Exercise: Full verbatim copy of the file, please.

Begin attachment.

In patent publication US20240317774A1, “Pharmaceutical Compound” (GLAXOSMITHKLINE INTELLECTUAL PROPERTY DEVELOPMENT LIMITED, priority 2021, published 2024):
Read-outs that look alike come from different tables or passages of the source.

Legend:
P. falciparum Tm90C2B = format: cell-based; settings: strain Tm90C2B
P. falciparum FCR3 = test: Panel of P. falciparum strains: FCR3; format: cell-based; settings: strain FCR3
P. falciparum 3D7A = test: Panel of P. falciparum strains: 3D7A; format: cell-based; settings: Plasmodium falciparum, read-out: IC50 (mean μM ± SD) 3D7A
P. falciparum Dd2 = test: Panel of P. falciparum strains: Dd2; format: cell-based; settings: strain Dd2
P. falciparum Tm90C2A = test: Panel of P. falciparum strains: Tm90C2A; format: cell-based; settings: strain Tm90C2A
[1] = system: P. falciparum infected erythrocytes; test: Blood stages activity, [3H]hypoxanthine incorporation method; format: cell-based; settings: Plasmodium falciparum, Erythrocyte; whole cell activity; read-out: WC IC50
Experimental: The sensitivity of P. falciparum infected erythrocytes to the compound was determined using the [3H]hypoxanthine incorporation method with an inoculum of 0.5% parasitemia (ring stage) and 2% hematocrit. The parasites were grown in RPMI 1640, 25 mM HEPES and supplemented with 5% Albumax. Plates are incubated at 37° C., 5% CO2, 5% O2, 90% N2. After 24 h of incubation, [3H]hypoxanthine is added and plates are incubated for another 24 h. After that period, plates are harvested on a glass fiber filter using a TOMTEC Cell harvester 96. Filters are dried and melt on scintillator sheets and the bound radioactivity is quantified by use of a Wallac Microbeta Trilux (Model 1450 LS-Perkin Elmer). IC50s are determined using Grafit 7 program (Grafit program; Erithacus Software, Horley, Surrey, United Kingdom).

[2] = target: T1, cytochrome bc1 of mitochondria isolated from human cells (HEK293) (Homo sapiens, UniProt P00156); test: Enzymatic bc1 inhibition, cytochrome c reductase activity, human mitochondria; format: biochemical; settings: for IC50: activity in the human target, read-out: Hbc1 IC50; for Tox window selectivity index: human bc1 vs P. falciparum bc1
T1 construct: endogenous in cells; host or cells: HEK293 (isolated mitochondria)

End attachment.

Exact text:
In patent publication US20240317774A1, “Pharmaceutical Compound” (GLAXOSMITHKLINE INTELLECTUAL PROPERTY DEVELOPMENT LIMITED, priority 2021, published 2024):
Read-outs that look alike come from different tables or passages of the source.

Legend:
P. falciparum Tm90C2B = format: cell-based; settings: strain Tm90C2B
P. falciparum FCR3 = test: Panel of P. falciparum strains: FCR3; format: cell-based; settings: strain FCR3
P. falciparum 3D7A = test: Panel of P. falciparum strains: 3D7A; format: cell-based; settings: Plasmodium falciparum, read-out: IC50 (mean μM ± SD) 3D7A
P. falciparum Dd2 = test: Panel of P. falciparum strains: Dd2; format: cell-based; settings: strain Dd2
P. falciparum Tm90C2A = test: Panel of P. falciparum strains: Tm90C2A; format: cell-based; settings: strain Tm90C2A
[1] = system: P. falciparum infected erythrocytes; test: Blood stages activity, [3H]hypoxanthine incorporation method; format: cell-based; settings: Plasmodium falciparum, Erythrocyte; whole cell activity; read-out: WC IC50
Experimental: The sensitivity of P. falciparum infected erythrocytes to the compound was determined using the [3H]hypoxanthine incorporation method with an inoculum of 0.5% parasitemia (ring stage) and 2% hematocrit. The parasites were grown in RPMI 1640, 25 mM HEPES and supplemented with 5% Albumax. Plates are incubated at 37° C., 5% CO2, 5% O2, 90% N2. After 24 h of incubation, [3H]hypoxanthine is added and plates are incubated for another 24 h. After that period, plates are harvested on a glass fiber filter using a TOMTEC Cell harvester 96. Filters are dried and melt on scintillator sheets and the bound radioactivity is quantified by use of a Wallac Microbeta Trilux (Model 1450 LS-Perkin Elmer). IC50s are determined using Grafit 7 program (Grafit program; Erithacus Software, Horley, Surrey, United Kingdom).

[2] = target: T1, cytochrome bc1 of mitochondria isolated from human cells (HEK293) (Homo sapiens, UniProt P00156); test: Enzymatic bc1 inhibition, cytochrome c reductase activity, human mitochondria; format: biochemical; settings: for IC50: activity in the human target, read-out: Hbc1 IC50; for Tox window selectivity index: human bc1 vs P. falciparum bc1
T1 construct: endogenous in cells; host or cells: HEK293 (isolated mitochondria)